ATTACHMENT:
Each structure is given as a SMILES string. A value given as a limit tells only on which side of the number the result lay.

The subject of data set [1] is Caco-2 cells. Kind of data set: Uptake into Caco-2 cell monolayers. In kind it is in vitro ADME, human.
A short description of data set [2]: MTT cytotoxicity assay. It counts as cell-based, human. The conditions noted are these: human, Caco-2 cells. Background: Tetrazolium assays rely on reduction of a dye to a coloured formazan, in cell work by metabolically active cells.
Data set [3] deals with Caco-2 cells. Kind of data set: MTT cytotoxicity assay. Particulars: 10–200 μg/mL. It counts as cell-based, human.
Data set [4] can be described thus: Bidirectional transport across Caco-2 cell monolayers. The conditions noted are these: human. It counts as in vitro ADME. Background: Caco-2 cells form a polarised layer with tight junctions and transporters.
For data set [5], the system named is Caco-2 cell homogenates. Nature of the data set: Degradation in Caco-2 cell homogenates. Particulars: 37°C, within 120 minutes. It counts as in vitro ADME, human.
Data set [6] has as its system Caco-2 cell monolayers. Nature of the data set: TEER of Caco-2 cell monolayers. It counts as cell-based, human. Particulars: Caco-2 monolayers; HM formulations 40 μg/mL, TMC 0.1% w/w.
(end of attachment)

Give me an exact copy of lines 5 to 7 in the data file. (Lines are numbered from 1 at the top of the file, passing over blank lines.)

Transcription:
Data set [4] can be described thus: Bidirectional transport across Caco-2 cell monolayers. The conditions noted are these: human. It counts as in vitro ADME. Background: Caco-2 cells form a polarised layer with tight junctions and transporters.
For data set [5], the system named is Caco-2 cell homogenates. Nature of the data set: Degradation in Caco-2 cell homogenates. Particulars: 37°C, within 120 minutes. It counts as in vitro ADME, human.
Data set [6] has as its system Caco-2 cell monolayers. Nature of the data set: TEER of Caco-2 cell monolayers. It counts as cell-based, human. Particulars: Caco-2 monolayers; HM formulations 40 μg/mL, TMC 0.1% w/w.